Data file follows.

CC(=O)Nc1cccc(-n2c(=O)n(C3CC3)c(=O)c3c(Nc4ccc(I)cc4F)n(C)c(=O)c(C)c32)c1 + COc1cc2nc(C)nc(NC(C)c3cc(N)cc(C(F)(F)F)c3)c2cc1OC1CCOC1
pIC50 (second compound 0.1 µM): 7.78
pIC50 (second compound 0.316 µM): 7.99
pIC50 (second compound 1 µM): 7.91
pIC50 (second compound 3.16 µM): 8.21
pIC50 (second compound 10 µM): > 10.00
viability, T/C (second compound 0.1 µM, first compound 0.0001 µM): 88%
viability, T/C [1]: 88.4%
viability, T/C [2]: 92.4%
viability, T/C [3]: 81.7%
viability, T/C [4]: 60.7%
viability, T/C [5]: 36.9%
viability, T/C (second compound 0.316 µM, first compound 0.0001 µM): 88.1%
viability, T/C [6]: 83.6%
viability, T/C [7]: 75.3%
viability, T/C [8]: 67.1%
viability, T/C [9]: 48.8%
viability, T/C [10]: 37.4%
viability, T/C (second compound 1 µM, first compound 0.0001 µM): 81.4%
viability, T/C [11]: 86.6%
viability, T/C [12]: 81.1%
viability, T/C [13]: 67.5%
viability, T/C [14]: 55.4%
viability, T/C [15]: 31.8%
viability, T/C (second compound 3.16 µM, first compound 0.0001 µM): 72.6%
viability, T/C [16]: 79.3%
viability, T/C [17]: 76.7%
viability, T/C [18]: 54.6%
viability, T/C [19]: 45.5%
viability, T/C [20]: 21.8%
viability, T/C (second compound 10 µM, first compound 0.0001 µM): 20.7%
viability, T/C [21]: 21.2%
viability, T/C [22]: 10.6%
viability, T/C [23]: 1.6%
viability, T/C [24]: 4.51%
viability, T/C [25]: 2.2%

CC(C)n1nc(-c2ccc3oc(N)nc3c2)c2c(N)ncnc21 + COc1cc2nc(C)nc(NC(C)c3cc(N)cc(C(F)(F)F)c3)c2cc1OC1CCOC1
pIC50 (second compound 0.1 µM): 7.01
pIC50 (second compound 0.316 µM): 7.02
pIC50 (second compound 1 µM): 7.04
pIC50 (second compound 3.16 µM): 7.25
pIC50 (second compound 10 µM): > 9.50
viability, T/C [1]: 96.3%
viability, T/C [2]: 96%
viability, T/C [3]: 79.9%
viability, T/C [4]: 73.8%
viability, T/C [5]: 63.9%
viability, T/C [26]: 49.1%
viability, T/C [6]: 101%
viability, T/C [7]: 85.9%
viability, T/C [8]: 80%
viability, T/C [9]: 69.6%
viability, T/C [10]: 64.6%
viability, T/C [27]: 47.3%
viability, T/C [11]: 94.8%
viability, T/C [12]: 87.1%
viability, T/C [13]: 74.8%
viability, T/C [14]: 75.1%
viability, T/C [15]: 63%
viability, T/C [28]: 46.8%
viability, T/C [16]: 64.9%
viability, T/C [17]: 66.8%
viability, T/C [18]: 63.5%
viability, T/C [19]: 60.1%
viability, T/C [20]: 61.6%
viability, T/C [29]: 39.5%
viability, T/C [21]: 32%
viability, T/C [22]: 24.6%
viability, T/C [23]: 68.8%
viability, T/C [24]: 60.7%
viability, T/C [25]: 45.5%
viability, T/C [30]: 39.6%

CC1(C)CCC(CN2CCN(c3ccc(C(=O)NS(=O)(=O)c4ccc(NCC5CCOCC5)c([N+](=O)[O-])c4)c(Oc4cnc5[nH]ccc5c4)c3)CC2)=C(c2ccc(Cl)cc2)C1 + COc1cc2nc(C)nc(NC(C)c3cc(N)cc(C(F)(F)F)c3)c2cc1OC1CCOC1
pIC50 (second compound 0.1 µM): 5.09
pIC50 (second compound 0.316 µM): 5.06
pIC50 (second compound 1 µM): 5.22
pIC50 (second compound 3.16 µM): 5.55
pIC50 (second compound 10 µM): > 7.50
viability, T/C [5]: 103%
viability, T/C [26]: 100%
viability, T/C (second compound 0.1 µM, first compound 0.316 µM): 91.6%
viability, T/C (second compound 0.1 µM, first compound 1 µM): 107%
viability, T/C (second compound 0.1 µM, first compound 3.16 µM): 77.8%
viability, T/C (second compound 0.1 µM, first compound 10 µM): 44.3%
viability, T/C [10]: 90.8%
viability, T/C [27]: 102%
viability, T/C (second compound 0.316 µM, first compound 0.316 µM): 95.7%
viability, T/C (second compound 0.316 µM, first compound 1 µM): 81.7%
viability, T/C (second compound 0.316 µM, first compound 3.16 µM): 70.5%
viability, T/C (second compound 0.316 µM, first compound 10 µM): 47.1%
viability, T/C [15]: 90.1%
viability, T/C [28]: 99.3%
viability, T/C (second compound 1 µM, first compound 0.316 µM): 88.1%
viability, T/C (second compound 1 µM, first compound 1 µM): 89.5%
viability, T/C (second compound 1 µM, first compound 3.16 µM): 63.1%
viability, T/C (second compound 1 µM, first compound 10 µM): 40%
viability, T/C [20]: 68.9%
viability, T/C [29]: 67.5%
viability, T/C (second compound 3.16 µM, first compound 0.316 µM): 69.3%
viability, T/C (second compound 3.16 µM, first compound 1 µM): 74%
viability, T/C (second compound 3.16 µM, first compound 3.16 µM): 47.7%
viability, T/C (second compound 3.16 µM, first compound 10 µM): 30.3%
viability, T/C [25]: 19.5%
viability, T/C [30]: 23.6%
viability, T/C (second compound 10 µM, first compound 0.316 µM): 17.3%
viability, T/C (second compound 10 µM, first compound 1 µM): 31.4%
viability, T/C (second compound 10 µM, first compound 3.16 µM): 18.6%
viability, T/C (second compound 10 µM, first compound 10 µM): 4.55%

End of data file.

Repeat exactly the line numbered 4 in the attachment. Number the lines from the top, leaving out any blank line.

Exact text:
pIC50 (second compound 1 µM): 7.91